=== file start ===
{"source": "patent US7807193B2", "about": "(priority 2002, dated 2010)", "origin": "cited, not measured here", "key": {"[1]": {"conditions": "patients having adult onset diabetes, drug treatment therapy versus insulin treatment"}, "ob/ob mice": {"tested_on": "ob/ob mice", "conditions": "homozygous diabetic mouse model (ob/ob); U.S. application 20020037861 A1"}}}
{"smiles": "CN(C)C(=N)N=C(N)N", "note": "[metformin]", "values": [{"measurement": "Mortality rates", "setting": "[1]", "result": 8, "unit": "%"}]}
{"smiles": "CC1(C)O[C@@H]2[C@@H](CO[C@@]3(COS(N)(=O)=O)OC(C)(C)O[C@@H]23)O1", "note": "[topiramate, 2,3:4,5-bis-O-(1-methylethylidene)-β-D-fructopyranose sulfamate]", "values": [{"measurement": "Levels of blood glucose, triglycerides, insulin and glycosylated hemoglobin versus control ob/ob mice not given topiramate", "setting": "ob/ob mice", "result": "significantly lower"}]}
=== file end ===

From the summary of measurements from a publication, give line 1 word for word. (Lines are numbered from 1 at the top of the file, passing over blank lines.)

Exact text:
{"source": "patent US7807193B2", "about": "(priority 2002, dated 2010)", "origin": "cited, not measured here", "key": {"[1]": {"conditions": "patients having adult onset diabetes, drug treatment therapy versus insulin treatment"}, "ob/ob mice": {"tested_on": "ob/ob mice", "conditions": "homozygous diabetic mouse model (ob/ob); U.S. application 20020037861 A1"}}}